I spent the first part of this week in Riverside, California at the Global Lean Leadership Summit hosted by Rick Eglin of Fireblast Global and Angel Sanchez of Phenix Technology. The second part of the week I was in Ann Arbor, Michigan attending the Kata Dojo, presented by Tilo Schwarz. Both events were devoted to developing people.
Training is for individual contributors
An oft repeated message from the Global Lean Leadership Summit was that Lean is about developing people. This is probably nothing new to readers of this blog. There was a similar message at the Dojo.
An interesting difference between the two events seemed to be that the GLLS was about leaders developing individual contributors. The Dojo was about developing coaches (leaders).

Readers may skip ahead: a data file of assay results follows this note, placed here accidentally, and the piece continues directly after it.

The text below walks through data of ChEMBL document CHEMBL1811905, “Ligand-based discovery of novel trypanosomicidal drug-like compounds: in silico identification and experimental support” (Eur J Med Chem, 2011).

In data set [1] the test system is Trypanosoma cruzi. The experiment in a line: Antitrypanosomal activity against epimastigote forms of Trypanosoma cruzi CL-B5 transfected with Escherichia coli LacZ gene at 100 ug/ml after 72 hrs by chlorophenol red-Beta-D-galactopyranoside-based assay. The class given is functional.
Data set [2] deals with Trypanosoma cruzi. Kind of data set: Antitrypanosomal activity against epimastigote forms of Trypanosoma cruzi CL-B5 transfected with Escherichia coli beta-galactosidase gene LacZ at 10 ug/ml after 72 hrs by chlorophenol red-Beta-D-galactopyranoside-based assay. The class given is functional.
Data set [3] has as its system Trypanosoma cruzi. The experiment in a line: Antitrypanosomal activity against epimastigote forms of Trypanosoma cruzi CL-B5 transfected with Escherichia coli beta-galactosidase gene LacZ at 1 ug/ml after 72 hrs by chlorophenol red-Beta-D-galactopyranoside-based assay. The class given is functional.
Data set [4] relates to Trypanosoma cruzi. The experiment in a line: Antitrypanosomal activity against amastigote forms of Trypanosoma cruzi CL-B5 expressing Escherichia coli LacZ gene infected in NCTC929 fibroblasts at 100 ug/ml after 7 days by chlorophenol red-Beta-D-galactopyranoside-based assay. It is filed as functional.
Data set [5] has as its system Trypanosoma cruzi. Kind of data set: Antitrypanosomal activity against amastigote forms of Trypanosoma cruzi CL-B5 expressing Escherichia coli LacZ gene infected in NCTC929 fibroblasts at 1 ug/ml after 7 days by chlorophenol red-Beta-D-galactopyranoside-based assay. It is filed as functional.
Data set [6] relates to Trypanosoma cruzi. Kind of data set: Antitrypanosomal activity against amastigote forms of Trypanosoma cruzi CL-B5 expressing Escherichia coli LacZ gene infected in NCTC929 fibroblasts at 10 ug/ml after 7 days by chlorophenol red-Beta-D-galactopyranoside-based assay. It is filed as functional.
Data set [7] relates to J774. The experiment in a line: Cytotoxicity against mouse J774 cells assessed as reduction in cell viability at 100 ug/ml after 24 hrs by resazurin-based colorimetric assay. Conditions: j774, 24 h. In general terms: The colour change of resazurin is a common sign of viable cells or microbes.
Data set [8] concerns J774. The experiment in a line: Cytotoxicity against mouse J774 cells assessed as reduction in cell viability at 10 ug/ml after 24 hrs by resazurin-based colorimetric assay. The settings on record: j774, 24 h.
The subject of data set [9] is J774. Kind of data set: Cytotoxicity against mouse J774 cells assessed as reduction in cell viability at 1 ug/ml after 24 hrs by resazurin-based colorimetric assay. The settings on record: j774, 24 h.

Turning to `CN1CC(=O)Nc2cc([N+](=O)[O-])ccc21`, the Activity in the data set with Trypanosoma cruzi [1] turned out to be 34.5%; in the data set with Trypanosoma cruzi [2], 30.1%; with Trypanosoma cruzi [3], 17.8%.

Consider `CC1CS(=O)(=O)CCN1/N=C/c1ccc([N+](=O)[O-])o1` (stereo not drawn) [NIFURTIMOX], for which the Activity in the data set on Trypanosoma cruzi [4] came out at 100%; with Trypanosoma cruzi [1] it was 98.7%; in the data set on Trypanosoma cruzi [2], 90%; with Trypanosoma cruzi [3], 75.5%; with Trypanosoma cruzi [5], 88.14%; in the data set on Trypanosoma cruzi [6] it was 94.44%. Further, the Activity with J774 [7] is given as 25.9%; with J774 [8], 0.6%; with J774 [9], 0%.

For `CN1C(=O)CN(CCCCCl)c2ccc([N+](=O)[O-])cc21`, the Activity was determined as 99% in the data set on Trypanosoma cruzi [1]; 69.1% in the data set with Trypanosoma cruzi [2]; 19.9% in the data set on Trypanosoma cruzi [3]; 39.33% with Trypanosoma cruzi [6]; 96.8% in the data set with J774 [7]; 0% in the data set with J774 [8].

Leaders often struggle
I’ve long held the opinion that Lean is leadership–a very specific method of leadership. It is a skillset, and it’s one that leaders often struggle with. These skills must be deliberately taught, practiced, and continually improved upon.
Where do leaders go to learn and practice?
Tilo made an interesting point regarding the purpose of the Dojo, which was that we provide training to individual contributors and create spaces and exercises for them to learn and practice. While managers have access to advanced learning, there is rarely a place for them to go to develop and practice leadership and coaching skills.
Dojo: A place to find a better way
Imagine the possibilities of having a safe space to for leaders to learn, practice, and improve their skills in the area leading others.